With its rolling hills, vast open plains and arid deserts, Mongolia’s Eastern Steppe is one of Asia’s last grassland wildernesses. Great migratory herds of Mongolian gazelle roam here along with 5,000 critically endangered Saiga antelopes and several species of birds. Covering 860,000km2 large amounts of the land on the Steppe is government-owned pasture and used by the 20,000 nomadic herder families living in small communities dotted across the eastern part of the landscape. These pastoralists depend directly on the fragile steppe landscape and its many ecosystem services – from grass to water to wildlife.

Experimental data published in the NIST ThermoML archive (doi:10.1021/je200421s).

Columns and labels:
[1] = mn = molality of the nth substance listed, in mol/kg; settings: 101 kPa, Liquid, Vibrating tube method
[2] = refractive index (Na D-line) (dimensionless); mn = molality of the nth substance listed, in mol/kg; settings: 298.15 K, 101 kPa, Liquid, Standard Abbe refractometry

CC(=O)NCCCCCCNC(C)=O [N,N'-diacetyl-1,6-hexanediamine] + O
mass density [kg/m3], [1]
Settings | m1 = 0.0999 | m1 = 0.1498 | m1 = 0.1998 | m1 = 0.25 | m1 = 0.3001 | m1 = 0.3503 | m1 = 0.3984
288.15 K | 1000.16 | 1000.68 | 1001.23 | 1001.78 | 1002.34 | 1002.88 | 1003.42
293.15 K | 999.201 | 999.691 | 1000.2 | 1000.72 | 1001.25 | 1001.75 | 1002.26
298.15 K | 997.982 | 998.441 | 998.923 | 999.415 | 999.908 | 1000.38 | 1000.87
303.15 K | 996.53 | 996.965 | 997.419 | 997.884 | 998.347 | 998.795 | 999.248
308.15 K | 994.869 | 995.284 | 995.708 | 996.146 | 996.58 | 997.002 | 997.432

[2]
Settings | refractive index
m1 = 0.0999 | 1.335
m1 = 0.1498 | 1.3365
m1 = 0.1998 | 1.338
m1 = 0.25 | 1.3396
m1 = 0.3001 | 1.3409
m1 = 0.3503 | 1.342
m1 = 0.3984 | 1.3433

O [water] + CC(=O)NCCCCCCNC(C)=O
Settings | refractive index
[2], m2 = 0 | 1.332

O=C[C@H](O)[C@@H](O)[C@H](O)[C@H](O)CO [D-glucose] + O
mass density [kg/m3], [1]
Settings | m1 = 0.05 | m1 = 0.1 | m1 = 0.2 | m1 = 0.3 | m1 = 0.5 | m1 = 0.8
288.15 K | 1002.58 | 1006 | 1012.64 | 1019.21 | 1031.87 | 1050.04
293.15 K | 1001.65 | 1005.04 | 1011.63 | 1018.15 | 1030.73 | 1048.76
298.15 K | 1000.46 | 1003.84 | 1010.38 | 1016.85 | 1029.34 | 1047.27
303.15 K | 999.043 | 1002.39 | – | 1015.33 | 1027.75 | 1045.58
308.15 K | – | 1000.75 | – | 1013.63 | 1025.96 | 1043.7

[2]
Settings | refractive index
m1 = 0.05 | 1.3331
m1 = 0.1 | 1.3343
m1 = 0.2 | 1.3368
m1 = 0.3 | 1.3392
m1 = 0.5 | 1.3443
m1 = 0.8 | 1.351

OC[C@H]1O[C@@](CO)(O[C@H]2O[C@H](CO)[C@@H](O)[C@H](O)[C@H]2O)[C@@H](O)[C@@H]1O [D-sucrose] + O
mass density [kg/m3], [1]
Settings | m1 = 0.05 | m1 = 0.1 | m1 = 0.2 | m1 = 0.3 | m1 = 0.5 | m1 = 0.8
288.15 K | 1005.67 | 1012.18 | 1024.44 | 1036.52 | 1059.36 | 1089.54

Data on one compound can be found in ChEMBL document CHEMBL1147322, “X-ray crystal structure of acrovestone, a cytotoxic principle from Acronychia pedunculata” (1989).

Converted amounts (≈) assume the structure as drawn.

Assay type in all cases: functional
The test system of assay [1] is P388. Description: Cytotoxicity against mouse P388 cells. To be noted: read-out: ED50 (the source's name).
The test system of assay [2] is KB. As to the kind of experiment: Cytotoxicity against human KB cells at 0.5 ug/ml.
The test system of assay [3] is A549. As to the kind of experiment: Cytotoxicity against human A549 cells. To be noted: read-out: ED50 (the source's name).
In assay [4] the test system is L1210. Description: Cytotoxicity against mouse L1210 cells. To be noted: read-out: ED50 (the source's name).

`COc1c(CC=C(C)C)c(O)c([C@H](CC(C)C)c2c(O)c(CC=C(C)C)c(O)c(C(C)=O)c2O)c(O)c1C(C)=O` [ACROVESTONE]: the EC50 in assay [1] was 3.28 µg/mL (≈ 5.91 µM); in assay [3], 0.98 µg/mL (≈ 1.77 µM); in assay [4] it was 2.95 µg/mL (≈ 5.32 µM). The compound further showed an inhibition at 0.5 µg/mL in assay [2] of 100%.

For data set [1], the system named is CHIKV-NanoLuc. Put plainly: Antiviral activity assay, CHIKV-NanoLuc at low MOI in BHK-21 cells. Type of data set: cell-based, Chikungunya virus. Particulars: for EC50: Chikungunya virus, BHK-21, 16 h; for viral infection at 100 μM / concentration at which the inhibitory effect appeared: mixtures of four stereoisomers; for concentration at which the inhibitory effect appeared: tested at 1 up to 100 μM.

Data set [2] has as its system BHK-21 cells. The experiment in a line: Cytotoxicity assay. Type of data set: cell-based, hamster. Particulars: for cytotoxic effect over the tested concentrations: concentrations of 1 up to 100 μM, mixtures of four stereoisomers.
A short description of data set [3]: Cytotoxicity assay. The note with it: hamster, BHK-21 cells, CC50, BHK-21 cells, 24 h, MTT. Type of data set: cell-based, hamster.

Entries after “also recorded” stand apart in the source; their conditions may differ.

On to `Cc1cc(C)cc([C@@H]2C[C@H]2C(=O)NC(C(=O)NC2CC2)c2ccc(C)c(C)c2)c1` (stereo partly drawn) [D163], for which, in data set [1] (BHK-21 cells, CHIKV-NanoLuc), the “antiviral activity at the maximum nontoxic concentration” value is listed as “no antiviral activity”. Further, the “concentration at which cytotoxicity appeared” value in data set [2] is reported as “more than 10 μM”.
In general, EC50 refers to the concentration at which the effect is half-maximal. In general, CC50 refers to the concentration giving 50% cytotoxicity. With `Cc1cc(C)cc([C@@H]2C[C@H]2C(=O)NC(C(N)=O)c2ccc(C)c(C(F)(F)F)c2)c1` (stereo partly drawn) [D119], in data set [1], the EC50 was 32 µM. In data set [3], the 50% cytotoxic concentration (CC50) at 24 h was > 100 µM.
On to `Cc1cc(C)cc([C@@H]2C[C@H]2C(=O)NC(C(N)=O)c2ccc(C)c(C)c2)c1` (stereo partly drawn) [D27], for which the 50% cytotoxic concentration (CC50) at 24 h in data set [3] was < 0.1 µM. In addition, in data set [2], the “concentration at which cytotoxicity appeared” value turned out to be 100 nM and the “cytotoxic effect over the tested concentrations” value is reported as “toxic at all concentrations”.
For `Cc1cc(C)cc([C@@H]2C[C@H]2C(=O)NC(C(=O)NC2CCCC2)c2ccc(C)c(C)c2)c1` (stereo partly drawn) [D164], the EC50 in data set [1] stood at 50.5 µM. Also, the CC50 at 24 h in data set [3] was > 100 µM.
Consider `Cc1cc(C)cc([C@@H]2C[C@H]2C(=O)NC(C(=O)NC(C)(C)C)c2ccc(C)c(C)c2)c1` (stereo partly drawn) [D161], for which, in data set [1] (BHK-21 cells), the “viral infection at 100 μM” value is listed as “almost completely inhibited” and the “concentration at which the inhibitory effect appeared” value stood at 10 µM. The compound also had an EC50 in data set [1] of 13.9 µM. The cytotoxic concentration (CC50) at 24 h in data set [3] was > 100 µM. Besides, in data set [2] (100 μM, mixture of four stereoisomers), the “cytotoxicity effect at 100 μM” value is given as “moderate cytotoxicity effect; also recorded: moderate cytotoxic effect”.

However, overgrazing and climate change is drying out the water resources in the region. The Mongolian Steppe faces one of the highest rates of global warming of any landscape. In this hotter drier climate, as the population of livestock increases there is a sharp decrease in grazing land.
WWF-Mongolia is working with herders, children’s Eco Clubs and local communities to shift to more sustainable grazing practices and to protect vital water sources. So far more than 20 natural springs have been protected, ensuring that livestock, wildlife and people can all access the water on which they depend. This water also nourishes nature, allowing grasses to regrow and offer vital ecosystem services.